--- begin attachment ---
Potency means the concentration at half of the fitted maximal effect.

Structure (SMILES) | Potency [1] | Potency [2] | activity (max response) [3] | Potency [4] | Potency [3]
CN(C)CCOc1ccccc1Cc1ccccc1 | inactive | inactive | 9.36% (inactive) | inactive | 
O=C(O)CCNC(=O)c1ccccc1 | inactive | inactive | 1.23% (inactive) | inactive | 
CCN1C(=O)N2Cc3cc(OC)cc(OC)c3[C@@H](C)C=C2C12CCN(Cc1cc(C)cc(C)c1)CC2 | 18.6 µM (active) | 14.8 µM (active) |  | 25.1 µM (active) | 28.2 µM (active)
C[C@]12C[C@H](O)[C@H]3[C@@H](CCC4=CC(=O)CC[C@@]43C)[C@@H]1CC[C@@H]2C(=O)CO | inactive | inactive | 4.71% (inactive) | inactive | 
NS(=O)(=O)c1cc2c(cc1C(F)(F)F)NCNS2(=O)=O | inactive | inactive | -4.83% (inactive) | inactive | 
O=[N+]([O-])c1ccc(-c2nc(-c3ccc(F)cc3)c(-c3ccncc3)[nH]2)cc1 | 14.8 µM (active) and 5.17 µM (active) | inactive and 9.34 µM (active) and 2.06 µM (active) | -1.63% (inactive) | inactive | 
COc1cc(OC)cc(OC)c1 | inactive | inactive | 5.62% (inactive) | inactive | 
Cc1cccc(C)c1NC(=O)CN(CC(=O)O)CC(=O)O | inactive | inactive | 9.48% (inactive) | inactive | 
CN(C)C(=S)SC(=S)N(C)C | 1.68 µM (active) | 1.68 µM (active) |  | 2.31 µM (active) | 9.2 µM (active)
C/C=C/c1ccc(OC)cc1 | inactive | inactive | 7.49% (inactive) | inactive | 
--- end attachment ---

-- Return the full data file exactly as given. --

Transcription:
Potency means the concentration at half of the fitted maximal effect.

Structure (SMILES) | Potency [1] | Potency [2] | activity (max response) [3] | Potency [4] | Potency [3]
CN(C)CCOc1ccccc1Cc1ccccc1 | inactive | inactive | 9.36% (inactive) | inactive | 
O=C(O)CCNC(=O)c1ccccc1 | inactive | inactive | 1.23% (inactive) | inactive | 
CCN1C(=O)N2Cc3cc(OC)cc(OC)c3[C@@H](C)C=C2C12CCN(Cc1cc(C)cc(C)c1)CC2 | 18.6 µM (active) | 14.8 µM (active) |  | 25.1 µM (active) | 28.2 µM (active)
C[C@]12C[C@H](O)[C@H]3[C@@H](CCC4=CC(=O)CC[C@@]43C)[C@@H]1CC[C@@H]2C(=O)CO | inactive | inactive | 4.71% (inactive) | inactive | 
NS(=O)(=O)c1cc2c(cc1C(F)(F)F)NCNS2(=O)=O | inactive | inactive | -4.83% (inactive) | inactive | 
O=[N+]([O-])c1ccc(-c2nc(-c3ccc(F)cc3)c(-c3ccncc3)[nH]2)cc1 | 14.8 µM (active) and 5.17 µM (active) | inactive and 9.34 µM (active) and 2.06 µM (active) | -1.63% (inactive) | inactive | 
COc1cc(OC)cc(OC)c1 | inactive | inactive | 5.62% (inactive) | inactive | 
Cc1cccc(C)c1NC(=O)CN(CC(=O)O)CC(=O)O | inactive | inactive | 9.48% (inactive) | inactive | 
CN(C)C(=S)SC(=S)N(C)C | 1.68 µM (active) | 1.68 µM (active) |  | 2.31 µM (active) | 9.2 µM (active)
C/C=C/c1ccc(OC)cc1 | inactive | inactive | 7.49% (inactive) | inactive | 